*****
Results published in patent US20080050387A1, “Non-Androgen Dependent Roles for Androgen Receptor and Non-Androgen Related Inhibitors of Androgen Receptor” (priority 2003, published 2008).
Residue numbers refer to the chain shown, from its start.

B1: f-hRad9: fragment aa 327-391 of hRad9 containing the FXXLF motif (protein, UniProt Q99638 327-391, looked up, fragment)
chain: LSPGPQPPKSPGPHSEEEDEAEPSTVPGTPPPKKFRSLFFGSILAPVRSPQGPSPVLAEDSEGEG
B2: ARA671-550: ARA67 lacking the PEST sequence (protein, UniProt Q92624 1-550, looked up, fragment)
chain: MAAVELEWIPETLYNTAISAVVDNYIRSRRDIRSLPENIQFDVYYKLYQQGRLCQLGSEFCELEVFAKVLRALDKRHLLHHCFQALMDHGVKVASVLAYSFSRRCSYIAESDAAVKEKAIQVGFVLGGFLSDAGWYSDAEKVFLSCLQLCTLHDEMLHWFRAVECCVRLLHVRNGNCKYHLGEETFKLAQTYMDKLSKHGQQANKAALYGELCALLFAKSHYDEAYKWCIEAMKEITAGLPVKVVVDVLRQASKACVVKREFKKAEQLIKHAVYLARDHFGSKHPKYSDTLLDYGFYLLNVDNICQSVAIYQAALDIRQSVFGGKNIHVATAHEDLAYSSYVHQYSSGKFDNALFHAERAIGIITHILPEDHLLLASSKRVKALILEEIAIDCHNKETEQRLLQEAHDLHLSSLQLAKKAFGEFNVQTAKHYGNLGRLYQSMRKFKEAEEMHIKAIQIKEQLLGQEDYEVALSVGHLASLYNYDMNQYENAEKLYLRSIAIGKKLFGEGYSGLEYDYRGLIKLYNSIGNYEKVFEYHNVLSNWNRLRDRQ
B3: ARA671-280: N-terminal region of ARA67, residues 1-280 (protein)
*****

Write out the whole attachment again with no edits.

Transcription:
Results published in patent US20080050387A1, “Non-Androgen Dependent Roles for Androgen Receptor and Non-Androgen Related Inhibitors of Androgen Receptor” (priority 2003, published 2008).
Residue numbers refer to the chain shown, from its start.

B1: f-hRad9: fragment aa 327-391 of hRad9 containing the FXXLF motif (protein, UniProt Q99638 327-391, looked up, fragment)
chain: LSPGPQPPKSPGPHSEEEDEAEPSTVPGTPPPKKFRSLFFGSILAPVRSPQGPSPVLAEDSEGEG
B2: ARA671-550: ARA67 lacking the PEST sequence (protein, UniProt Q92624 1-550, looked up, fragment)
chain: MAAVELEWIPETLYNTAISAVVDNYIRSRRDIRSLPENIQFDVYYKLYQQGRLCQLGSEFCELEVFAKVLRALDKRHLLHHCFQALMDHGVKVASVLAYSFSRRCSYIAESDAAVKEKAIQVGFVLGGFLSDAGWYSDAEKVFLSCLQLCTLHDEMLHWFRAVECCVRLLHVRNGNCKYHLGEETFKLAQTYMDKLSKHGQQANKAALYGELCALLFAKSHYDEAYKWCIEAMKEITAGLPVKVVVDVLRQASKACVVKREFKKAEQLIKHAVYLARDHFGSKHPKYSDTLLDYGFYLLNVDNICQSVAIYQAALDIRQSVFGGKNIHVATAHEDLAYSSYVHQYSSGKFDNALFHAERAIGIITHILPEDHLLLASSKRVKALILEEIAIDCHNKETEQRLLQEAHDLHLSSLQLAKKAFGEFNVQTAKHYGNLGRLYQSMRKFKEAEEMHIKAIQIKEQLLGQEDYEVALSVGHLASLYNYDMNQYENAEKLYLRSIAIGKKLFGEGYSGLEYDYRGLIKLYNSIGNYEKVFEYHNVLSNWNRLRDRQ
B3: ARA671-280: N-terminal region of ARA67, residues 1-280 (protein)